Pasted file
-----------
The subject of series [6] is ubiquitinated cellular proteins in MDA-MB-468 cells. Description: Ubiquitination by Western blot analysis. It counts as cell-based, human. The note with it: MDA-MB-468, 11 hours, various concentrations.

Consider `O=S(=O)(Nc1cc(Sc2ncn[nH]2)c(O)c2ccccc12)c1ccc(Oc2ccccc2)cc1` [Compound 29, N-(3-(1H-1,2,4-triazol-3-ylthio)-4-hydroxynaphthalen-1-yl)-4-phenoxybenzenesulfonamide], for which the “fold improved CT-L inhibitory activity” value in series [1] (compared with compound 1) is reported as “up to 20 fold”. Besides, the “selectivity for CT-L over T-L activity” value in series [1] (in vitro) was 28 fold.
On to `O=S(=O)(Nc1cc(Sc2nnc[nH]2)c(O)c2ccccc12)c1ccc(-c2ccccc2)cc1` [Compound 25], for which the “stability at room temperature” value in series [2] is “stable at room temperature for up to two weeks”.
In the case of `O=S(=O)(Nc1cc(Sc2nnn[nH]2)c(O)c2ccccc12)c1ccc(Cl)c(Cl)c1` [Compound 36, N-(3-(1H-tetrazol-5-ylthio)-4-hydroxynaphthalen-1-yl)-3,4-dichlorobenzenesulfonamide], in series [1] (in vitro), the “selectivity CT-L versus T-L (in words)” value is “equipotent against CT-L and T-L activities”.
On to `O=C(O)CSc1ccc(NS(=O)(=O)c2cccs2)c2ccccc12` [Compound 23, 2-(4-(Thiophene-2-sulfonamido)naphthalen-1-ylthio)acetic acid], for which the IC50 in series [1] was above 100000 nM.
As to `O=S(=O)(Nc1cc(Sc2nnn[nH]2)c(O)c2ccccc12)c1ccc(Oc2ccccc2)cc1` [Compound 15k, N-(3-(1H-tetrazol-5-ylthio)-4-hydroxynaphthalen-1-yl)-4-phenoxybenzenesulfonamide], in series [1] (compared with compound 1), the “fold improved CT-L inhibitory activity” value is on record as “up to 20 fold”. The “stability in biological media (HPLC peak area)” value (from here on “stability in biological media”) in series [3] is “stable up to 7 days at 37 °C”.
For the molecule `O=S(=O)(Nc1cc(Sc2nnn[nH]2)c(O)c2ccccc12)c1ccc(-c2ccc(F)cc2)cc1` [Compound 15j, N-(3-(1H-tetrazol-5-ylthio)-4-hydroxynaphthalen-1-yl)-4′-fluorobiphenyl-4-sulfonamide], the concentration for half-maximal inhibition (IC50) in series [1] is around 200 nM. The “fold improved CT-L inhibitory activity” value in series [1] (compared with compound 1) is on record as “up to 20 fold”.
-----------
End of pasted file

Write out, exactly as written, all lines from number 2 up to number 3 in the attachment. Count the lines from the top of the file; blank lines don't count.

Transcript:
Consider `O=S(=O)(Nc1cc(Sc2ncn[nH]2)c(O)c2ccccc12)c1ccc(Oc2ccccc2)cc1` [Compound 29, N-(3-(1H-1,2,4-triazol-3-ylthio)-4-hydroxynaphthalen-1-yl)-4-phenoxybenzenesulfonamide], for which the “fold improved CT-L inhibitory activity” value in series [1] (compared with compound 1) is reported as “up to 20 fold”. Besides, the “selectivity for CT-L over T-L activity” value in series [1] (in vitro) was 28 fold.
On to `O=S(=O)(Nc1cc(Sc2nnc[nH]2)c(O)c2ccccc12)c1ccc(-c2ccccc2)cc1` [Compound 25], for which the “stability at room temperature” value in series [2] is “stable at room temperature for up to two weeks”.